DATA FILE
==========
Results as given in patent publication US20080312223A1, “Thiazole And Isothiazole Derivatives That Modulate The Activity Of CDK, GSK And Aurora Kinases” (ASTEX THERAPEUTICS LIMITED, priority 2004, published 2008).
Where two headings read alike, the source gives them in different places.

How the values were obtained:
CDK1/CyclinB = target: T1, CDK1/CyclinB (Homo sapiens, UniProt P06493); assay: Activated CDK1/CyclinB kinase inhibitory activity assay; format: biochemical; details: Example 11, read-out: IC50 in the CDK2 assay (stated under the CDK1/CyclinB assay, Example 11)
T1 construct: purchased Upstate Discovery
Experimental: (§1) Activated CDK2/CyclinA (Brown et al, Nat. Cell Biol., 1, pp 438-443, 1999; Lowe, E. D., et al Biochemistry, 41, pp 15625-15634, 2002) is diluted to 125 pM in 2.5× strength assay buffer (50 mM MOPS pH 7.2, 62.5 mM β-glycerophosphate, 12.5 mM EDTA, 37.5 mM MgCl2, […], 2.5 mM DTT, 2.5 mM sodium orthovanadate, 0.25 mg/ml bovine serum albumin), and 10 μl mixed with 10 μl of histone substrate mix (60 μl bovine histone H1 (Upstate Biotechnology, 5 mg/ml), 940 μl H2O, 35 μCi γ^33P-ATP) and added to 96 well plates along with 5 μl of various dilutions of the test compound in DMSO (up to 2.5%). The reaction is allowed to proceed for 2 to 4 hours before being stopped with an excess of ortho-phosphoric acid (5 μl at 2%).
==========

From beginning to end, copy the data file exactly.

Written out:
Results as given in patent publication US20080312223A1, “Thiazole And Isothiazole Derivatives That Modulate The Activity Of CDK, GSK And Aurora Kinases” (ASTEX THERAPEUTICS LIMITED, priority 2004, published 2008).
Where two headings read alike, the source gives them in different places.

How the values were obtained:
CDK1/CyclinB = target: T1, CDK1/CyclinB (Homo sapiens, UniProt P06493); assay: Activated CDK1/CyclinB kinase inhibitory activity assay; format: biochemical; details: Example 11, read-out: IC50 in the CDK2 assay (stated under the CDK1/CyclinB assay, Example 11)
T1 construct: purchased Upstate Discovery
Experimental: (§1) Activated CDK2/CyclinA (Brown et al, Nat. Cell Biol., 1, pp 438-443, 1999; Lowe, E. D., et al Biochemistry, 41, pp 15625-15634, 2002) is diluted to 125 pM in 2.5× strength assay buffer (50 mM MOPS pH 7.2, 62.5 mM β-glycerophosphate, 12.5 mM EDTA, 37.5 mM MgCl2, […], 2.5 mM DTT, 2.5 mM sodium orthovanadate, 0.25 mg/ml bovine serum albumin), and 10 μl mixed with 10 μl of histone substrate mix (60 μl bovine histone H1 (Upstate Biotechnology, 5 mg/ml), 940 μl H2O, 35 μCi γ^33P-ATP) and added to 96 well plates along with 5 μl of various dilutions of the test compound in DMSO (up to 2.5%). The reaction is allowed to proceed for 2 to 4 hours before being stopped with an excess of ortho-phosphoric acid (5 μl at 2%).